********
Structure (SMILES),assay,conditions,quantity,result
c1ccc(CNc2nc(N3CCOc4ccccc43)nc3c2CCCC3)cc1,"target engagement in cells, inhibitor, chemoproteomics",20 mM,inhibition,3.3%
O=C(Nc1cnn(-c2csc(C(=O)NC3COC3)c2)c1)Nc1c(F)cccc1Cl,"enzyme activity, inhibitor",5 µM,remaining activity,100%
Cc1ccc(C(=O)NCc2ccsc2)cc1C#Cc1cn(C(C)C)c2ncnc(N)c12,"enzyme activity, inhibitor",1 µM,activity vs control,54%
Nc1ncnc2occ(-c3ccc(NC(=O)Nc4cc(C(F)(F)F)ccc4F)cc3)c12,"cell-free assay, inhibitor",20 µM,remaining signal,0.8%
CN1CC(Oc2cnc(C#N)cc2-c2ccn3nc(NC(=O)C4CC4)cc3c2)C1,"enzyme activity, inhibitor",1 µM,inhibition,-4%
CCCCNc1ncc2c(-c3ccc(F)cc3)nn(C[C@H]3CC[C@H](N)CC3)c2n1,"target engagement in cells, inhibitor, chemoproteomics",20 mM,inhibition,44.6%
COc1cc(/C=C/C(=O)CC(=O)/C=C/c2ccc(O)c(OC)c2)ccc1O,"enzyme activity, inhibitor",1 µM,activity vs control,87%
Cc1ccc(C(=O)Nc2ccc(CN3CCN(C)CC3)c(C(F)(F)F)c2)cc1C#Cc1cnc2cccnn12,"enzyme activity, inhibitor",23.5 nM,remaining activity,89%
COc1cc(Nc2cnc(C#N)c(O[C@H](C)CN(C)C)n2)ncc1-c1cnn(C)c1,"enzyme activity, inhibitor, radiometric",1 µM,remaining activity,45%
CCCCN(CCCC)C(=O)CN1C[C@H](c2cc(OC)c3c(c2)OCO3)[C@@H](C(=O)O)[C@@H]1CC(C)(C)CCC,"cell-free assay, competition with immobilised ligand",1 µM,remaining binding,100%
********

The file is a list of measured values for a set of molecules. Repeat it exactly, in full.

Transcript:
Structure (SMILES),assay,conditions,quantity,result
c1ccc(CNc2nc(N3CCOc4ccccc43)nc3c2CCCC3)cc1,"target engagement in cells, inhibitor, chemoproteomics",20 mM,inhibition,3.3%
O=C(Nc1cnn(-c2csc(C(=O)NC3COC3)c2)c1)Nc1c(F)cccc1Cl,"enzyme activity, inhibitor",5 µM,remaining activity,100%
Cc1ccc(C(=O)NCc2ccsc2)cc1C#Cc1cn(C(C)C)c2ncnc(N)c12,"enzyme activity, inhibitor",1 µM,activity vs control,54%
Nc1ncnc2occ(-c3ccc(NC(=O)Nc4cc(C(F)(F)F)ccc4F)cc3)c12,"cell-free assay, inhibitor",20 µM,remaining signal,0.8%
CN1CC(Oc2cnc(C#N)cc2-c2ccn3nc(NC(=O)C4CC4)cc3c2)C1,"enzyme activity, inhibitor",1 µM,inhibition,-4%
CCCCNc1ncc2c(-c3ccc(F)cc3)nn(C[C@H]3CC[C@H](N)CC3)c2n1,"target engagement in cells, inhibitor, chemoproteomics",20 mM,inhibition,44.6%
COc1cc(/C=C/C(=O)CC(=O)/C=C/c2ccc(O)c(OC)c2)ccc1O,"enzyme activity, inhibitor",1 µM,activity vs control,87%
Cc1ccc(C(=O)Nc2ccc(CN3CCN(C)CC3)c(C(F)(F)F)c2)cc1C#Cc1cnc2cccnn12,"enzyme activity, inhibitor",23.5 nM,remaining activity,89%
COc1cc(Nc2cnc(C#N)c(O[C@H](C)CN(C)C)n2)ncc1-c1cnn(C)c1,"enzyme activity, inhibitor, radiometric",1 µM,remaining activity,45%
CCCCN(CCCC)C(=O)CN1C[C@H](c2cc(OC)c3c(c2)OCO3)[C@@H](C(=O)O)[C@@H]1CC(C)(C)CCC,"cell-free assay, competition with immobilised ligand",1 µM,remaining binding,100%